Why the civil war began

 Because of their growing fear, they decided to fight against the North to protect their way of life. They truly believed that it was their God-given right to own slaves, and they did not want that taken away. In the years pre-dating the Civil War, slaves, women, and other minorities added tension between the North and the South. As we see in Sojourner Truth’s Ain’t I A Woman, people created arguments and wanted to create a fights in the name of protecting their rights. Whether they were fighting for slavery to be abolished, women’s rights, or natural rights, Truth states, “I think that ‘twixt the negroes of the South and the women at the North, all talking about rights, the white men will be in a fix pretty soon” What she is saying is that when over half the population cries out against the lack of fairness of the privileged (white men), things are bound to change. 

Truth doesn’t separate black people into men and women, but made it clear that Northern women were also the ones driving for a change. She was appealing to the fact that white women were oppressed, as well as all African-American people. As time went on, the North became a safe haven for slaves to escape to, and that forced an even greater separation between the states. In the eyes of the Southerners, the necessity of slaves trumped the morality of slavery. They felt the need to fight for what was truly theirs, and the North felt the need to fight for what they believed was ethically theirs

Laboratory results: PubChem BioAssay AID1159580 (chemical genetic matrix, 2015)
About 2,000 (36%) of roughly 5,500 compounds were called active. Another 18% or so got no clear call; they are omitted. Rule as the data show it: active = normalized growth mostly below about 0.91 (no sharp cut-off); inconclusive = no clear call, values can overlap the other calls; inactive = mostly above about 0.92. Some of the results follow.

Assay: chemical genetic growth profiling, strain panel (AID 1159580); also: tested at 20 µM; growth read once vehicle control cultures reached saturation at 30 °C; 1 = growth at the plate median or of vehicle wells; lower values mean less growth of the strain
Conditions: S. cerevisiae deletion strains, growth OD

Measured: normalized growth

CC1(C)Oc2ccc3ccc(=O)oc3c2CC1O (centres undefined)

The second cause of the Civil War was the economics of slavery. The South’s economy and industry relied heavily on slavery, and cotton was their biggest industry. Who worked those fields? The slaves did. Slavery was built into the southern society. The belief was presented that all men were equal, including slaves The South disagreed. Because of a labor shortage in the South, landowners bought African slaves to work their massive plantations. This was because there were advantages for landowners to use slaves instead of hiring white laborers who would cost more, strike, or quit; whereas, slaves could not. Despite the terribly treatment of slaves, their work output was productive. Roger Ransom, a historian says,

“Contrary to views espoused by critics of the system at the time, slave labor was productive. Slaveholders in the South extracted sufficient labor from their slaves to produce a considerable surplus each year. They did this with a combination of coercion and incentives that implies a very close control of labor by the master. Even the smallest task was organized and supervised by the master or his ‘driver,’ and little regard was given to the desires of the slave for leisure time”

 

For which the South fought

Still, the South fought to keep what they wanted–to keep making money and keep their industries in place. The South was an agricultural society reliant on slave labor that exported cash crops. It had little legitimate money, less manufacturing, favored low tariffs, and opposed direct taxing as well. The North was an industrial economy that favored high tariffs (which protected their industries), favored direct taxation, had a complex financial system, and were eager to move and develop westward, as we see in the American Progress painting.

 

Conclusion

The North and South did share a common history, but they effectively became two separate nations at the beginning of the 1800’s. Because of the dividing powers of the morality and economics of slavery, Americans started to develop opinions, choosing sides, that eventually turned into a Civil War.